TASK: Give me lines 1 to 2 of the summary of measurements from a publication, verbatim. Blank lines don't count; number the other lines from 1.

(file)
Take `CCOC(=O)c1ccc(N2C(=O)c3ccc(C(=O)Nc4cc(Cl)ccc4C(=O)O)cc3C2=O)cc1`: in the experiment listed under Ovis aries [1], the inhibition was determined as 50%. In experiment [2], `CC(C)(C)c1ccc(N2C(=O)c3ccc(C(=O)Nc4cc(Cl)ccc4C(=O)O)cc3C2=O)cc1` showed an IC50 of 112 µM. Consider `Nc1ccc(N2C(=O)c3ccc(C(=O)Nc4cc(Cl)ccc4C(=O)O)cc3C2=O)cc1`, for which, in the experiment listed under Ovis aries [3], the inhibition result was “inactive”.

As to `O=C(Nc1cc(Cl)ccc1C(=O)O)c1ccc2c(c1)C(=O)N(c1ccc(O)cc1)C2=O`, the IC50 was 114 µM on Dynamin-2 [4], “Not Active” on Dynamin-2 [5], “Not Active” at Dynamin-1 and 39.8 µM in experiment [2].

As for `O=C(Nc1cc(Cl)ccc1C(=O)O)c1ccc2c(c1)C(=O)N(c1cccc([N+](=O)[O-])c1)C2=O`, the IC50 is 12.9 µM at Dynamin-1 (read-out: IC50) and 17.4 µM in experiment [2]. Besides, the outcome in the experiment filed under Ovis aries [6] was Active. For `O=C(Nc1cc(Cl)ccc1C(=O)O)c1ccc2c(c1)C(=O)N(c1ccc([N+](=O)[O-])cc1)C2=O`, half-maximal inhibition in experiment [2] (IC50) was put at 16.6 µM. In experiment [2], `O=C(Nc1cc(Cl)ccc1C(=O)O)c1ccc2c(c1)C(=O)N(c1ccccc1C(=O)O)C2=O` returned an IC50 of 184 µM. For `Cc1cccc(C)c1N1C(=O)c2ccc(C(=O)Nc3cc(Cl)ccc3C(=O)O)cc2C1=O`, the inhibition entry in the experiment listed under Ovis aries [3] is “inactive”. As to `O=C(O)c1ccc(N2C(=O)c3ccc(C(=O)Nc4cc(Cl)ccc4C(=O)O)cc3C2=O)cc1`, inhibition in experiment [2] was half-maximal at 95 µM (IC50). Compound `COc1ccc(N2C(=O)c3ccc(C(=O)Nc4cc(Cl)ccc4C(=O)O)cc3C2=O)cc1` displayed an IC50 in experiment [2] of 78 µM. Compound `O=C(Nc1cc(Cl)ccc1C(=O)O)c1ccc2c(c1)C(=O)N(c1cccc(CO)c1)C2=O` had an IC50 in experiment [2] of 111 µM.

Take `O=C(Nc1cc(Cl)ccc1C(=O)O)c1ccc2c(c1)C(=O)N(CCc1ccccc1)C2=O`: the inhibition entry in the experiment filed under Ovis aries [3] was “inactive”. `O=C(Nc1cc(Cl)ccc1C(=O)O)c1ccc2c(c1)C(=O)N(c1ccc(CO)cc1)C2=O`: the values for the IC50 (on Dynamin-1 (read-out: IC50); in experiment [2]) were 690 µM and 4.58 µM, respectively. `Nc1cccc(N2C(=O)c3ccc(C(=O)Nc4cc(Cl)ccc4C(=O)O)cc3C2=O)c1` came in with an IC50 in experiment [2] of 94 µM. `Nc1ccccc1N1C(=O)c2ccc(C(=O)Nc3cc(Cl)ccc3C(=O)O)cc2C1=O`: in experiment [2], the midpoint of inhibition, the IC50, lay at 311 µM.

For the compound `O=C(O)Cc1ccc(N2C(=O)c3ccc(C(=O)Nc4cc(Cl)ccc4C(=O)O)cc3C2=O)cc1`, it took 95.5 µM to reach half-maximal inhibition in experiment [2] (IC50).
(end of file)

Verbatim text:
Take `CCOC(=O)c1ccc(N2C(=O)c3ccc(C(=O)Nc4cc(Cl)ccc4C(=O)O)cc3C2=O)cc1`: in the experiment listed under Ovis aries [1], the inhibition was determined as 50%. In experiment [2], `CC(C)(C)c1ccc(N2C(=O)c3ccc(C(=O)Nc4cc(Cl)ccc4C(=O)O)cc3C2=O)cc1` showed an IC50 of 112 µM. Consider `Nc1ccc(N2C(=O)c3ccc(C(=O)Nc4cc(Cl)ccc4C(=O)O)cc3C2=O)cc1`, for which, in the experiment listed under Ovis aries [3], the inhibition result was “inactive”.

As to `O=C(Nc1cc(Cl)ccc1C(=O)O)c1ccc2c(c1)C(=O)N(c1ccc(O)cc1)C2=O`, the IC50 was 114 µM on Dynamin-2 [4], “Not Active” on Dynamin-2 [5], “Not Active” at Dynamin-1 and 39.8 µM in experiment [2].